Grantee Spotlight: Long Island Traditions Celebrates Maritime and Farming Culture

Long Island Traditions, located in Port Washington, New York, plays a central role in preserving and celebrating the diverse culture and history of the region.  In this spotlight we learn more about its work from the organization’s visionary Executive Director, Nancy Solomon.

In the early 1990s, Long Island Traditions helped rescue a colony of small Bay Houses, the last of the summer shacks built by bay men, fishermen, and duck hunters in the town of Hempstead starting in the early 1700s.

The Bay Houses were notoriously used by rum runners during Prohibition, and recreational fisherman and sportsmen built more of them in the 1950s and ’60s, recreating the historic design. But the structures were gradually demolished, and by the late 1980s there were only 45 Bay Houses left. Long Island Traditions took up the fight early on to rescue them from extinction.

“We said, ‘Assess the cultural values of these kinds of structures before you remove them. We have to preserve them’,” explained Nancy Solomon, folklorist and Executive Director of Long Island Traditions. “They were shacks but had an important element of building a community and a shared tradition.”

Muller Bay House
The Muller Bay House in the Town of Hempstead is one of the 14 bay houses that survived Superstorm Sandy.  Photo by Nancy Solomon

Long Island Traditions was instrumental in working with Hempstead over the years to save the remaining bungalows. The Bay House Tour was one of its first NYSCA-supported projects in 1994, a few years after the organization launched. It’s been a core supporter ever since. “What makes Long Island Traditions a unique folk arts organization is we have a background and network of people who work on preserving local traditional architecture that’s ignored by more mainstream groups,” said Solomon.

Thanks to prodding by Long Island Traditions, a small beach bungalow community in Far Rockaways was recognized as a state historic landmark. Another, in Stony Brook, one of the last remaining and best-preserved summer bungalow communities in the region, didn’t survive. But it was not lost. Long Island Traditions documented the community and published a book about it.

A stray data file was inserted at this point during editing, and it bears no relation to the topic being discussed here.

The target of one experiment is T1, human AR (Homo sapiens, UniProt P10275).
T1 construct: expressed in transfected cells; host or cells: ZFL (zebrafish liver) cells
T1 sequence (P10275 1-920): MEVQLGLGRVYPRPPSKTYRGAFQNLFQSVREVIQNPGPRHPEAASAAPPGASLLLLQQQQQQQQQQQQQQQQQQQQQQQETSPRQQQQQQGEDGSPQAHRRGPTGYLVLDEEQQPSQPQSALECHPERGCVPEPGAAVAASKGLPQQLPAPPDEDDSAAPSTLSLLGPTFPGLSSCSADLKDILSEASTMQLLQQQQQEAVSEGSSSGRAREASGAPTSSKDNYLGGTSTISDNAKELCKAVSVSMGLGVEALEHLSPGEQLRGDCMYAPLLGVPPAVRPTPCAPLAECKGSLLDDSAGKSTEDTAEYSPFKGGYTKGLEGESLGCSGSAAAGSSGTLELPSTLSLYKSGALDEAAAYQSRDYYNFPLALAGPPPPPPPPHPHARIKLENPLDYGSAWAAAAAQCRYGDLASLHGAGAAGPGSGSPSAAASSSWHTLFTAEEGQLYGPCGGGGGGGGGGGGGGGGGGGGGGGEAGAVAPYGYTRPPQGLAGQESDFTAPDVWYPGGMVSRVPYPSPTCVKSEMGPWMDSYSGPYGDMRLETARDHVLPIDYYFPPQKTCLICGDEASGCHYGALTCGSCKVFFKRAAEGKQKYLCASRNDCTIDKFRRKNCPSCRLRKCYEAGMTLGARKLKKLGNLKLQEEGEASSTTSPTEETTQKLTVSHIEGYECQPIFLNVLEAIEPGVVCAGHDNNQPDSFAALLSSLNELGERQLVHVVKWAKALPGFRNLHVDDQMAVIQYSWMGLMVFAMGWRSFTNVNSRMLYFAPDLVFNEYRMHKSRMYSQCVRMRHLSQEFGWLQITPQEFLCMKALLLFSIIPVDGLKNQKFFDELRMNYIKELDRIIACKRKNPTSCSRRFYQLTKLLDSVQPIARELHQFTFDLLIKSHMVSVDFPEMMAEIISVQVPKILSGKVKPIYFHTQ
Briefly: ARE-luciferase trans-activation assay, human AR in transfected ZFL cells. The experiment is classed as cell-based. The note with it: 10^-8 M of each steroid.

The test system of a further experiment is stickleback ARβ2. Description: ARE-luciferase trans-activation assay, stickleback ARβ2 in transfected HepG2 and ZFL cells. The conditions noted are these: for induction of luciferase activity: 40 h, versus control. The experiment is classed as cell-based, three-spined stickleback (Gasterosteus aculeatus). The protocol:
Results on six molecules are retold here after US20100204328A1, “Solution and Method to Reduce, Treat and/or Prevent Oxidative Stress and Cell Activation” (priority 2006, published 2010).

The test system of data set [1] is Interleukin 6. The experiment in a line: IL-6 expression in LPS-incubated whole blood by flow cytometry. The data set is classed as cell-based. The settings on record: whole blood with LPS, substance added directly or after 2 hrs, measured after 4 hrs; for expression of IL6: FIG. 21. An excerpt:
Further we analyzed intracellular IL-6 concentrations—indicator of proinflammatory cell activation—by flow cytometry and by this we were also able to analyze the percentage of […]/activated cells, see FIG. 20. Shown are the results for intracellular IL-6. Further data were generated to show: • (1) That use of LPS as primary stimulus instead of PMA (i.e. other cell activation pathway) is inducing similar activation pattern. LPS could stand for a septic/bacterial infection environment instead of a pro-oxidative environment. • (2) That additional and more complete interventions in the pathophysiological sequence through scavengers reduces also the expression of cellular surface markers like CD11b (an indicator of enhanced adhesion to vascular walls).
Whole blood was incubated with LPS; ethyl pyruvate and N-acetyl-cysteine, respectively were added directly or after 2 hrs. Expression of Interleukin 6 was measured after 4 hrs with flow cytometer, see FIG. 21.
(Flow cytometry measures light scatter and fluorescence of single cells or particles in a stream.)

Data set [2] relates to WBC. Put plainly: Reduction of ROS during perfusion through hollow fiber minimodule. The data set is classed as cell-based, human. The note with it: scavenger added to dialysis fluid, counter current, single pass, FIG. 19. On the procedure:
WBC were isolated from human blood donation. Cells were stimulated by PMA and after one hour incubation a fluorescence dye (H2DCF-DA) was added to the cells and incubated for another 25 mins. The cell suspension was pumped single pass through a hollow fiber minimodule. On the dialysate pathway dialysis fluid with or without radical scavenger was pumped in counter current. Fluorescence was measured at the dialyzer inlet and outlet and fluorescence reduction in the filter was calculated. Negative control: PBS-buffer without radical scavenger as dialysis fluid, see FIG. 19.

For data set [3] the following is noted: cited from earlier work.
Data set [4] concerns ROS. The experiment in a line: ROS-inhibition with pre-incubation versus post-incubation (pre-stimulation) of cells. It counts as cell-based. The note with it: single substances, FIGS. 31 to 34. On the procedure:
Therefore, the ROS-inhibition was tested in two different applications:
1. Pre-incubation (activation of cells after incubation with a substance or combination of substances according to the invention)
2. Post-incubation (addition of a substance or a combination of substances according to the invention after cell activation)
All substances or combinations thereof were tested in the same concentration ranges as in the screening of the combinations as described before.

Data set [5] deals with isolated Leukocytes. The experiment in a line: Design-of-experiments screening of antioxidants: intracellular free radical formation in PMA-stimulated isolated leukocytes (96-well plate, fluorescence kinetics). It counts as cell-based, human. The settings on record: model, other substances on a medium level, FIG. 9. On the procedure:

The idea is that as fishermen and farmers disappear, the group is fighting to preserve Long Island's contemporary maritime and farming culture — from beach bungalows and bay houses to garden apartments and farm buildings.

Orient House
Orient is on the north fork of Long Island, where historic colonial farm buildings have been preserved by the Oysterponds Historical Society.  Photo by Nancy Solomon

The organization and its museum partners also create traveling exhibits like “In Harm’s Way,” on storms and hurricanes, “Waterfront Heroes,” about important preservationists, and “From Shore to Shore: Boat Builders and Boatyards of Long Island and Westchester.” Long Island Traditions also has ethnic folk arts programs that bring traditional artists, musicians, and dancers to area schools to recognize and pay tribute to Long Island's diverse ethnic cultures, supporting everything from Irish stepdance, to African American quilting, gospel and blues music, Jewish klezmer music, Native American stories and crafts, and the traditions of recent immigrants from Central and South America, India, and Asia.

The group wants to break down barriers. “It’s about the living cultural heritage of a community. Our hope is to bring people together,” said Solomon.


Cover photo: The Brice Boatyard in Amityville, New York is one of the working traditional boatyards in this south shore village.  Photo by Nancy Solomon